Surgeon-reported ease of use was significantly different between the two systems favoring the machined titanium type (Table 3). Due to its insertion technique and instrumentation design, most clinicians agreed that MT was easier to use (94.1% rated simple) in comparison to the SLA system (93.3% rated moderate). None of the surgical procedures were considered difficult.
Clinical mobility and peri-implant inflammation were diagnosed on a total of four implants. Two implants failed 14 days after placement and the other two failed after being under loading for 85 days. Torque range appears to be a critical variable for survival. All successful mini-implants had a torque range at insertion greater than 15 Ncm (Table 4).
Although the failed implants were all placed in areas of nonkeratinized tissue with three of them in the posterior maxilla (Table 4), correlations between anatomical location, soft tissue type, and the survival rate were not statistically significant.
Among the MT failure group, two mini-implants had a diameter of 1.6 mm with a length of 10 mm and the third had a diameter of 1.4 mm with a length of 6 mm. Implant dimensions did not influence the survival rate.
The only SLA mini-implant failure had a diameter of 1.8 mm and a length of 8.5 mm. Although two-thirds of the failing mini-implants were MT, the survival rate was not statistically affected by the implant surface characteristics.
The majority of the patients (8/10) reported either no postinsertion pain or mild discomfort; two patients, who had teeth extracted at the same appointment, reported moderate pain the first few days. Interestingly, no pain or other symptoms were reported by patients with failing implants.
Numerous reports in the periodontal literature imply a preference for coated or roughened surface treatments,22–24 suggesting the increased surface area may enhance early osseointegration, even in poor quality bone, and improve survival. Aldikacti,25 examining peri-implant osseous tissue surrounding SLA implants loaded with a continuous force of 200 g for 52 weeks in dogs, found a thicker corticalization of bone trabeculae and an increase in bone opposition.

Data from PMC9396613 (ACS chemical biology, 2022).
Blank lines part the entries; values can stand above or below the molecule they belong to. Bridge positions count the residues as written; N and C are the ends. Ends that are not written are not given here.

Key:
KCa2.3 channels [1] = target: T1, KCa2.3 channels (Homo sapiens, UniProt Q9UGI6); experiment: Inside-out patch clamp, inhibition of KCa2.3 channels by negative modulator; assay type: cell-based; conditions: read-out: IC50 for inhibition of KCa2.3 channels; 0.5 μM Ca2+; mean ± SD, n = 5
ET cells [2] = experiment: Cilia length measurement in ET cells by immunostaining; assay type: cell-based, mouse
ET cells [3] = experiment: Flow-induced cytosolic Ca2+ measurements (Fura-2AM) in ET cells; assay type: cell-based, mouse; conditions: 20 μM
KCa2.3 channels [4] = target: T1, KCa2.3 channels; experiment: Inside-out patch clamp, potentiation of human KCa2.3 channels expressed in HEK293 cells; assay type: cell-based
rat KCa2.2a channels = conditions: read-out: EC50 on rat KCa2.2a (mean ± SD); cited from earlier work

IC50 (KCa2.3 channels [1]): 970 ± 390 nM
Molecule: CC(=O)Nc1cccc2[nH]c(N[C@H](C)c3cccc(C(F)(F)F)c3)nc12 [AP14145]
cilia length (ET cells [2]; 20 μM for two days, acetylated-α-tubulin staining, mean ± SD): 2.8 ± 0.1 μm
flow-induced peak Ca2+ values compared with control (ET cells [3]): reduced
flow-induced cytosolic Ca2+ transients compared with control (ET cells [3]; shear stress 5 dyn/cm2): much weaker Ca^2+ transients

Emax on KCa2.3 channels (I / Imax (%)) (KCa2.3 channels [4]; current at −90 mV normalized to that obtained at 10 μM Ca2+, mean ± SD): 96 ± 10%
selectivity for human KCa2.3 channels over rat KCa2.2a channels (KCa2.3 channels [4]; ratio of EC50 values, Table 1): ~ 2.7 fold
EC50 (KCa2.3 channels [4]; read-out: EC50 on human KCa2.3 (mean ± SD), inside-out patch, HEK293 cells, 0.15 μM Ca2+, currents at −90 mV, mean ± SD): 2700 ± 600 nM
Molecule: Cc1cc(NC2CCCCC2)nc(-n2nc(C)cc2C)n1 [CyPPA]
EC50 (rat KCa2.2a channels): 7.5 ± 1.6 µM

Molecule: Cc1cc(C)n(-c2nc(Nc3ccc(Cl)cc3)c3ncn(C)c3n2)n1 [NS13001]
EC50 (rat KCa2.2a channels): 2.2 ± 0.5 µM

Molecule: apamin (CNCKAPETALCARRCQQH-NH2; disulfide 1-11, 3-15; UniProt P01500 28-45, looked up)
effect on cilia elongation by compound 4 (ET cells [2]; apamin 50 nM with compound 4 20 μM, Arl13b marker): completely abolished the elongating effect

In other observations, Chung et al26 and Randow et al27 demonstrated successful distal molar movement and en masse retraction of maxillary teeth with the aid of SLA mini-implants. In these studies, however, the authors recommend a 6- to 8-week preloading healing period.
Early clinical experiences suggested 6 to 12 weeks as an optimal osseointegration period before the orthodontic loading.28 In a more recent study, Lee and Chung29 described the effect of early loading on the osseointegration of an SLA mini-implant in animals and found that premature loading after a 4-week healing period did not adversely affect the process. Interestingly, Deguchi et al30 have demonstrated that mini-implants with as little as 5% bone contact at the bone-implant interface successfully resisted orthodontic force.
Although the survival rate of the SLA mini-implants in this investigation was higher compared with the MT group (93.5% to 82.5%), the correlation between the implant surface characteristics and the rate of success was not statistically significant. These findings suggest that altering an implant surface to create more surface area and increase bone contact may not be the primary consideration when using mini-implants as orthodontic anchors.
In the present study, more than half of the failing mini-implants occurred in the posterior maxilla, but the influence of skeletal topology on the survival rate was not statistically significant. These findings are in agreement with the experiences reported by Huja et al31 who found that mini-screws with only 5% bone contact could resist a force application of 200–300 g. A retrospective examination of 134 titanium screws and 17 plates inserted in 51 patients by Miyawaki's group32 found that thin cortical bone significantly lowered success rate. By contrast, Cheng et al33 proposed that the high bone density in the posterior mandible might induce overheating during the drilling sequence and, therefore, increase the failure rate.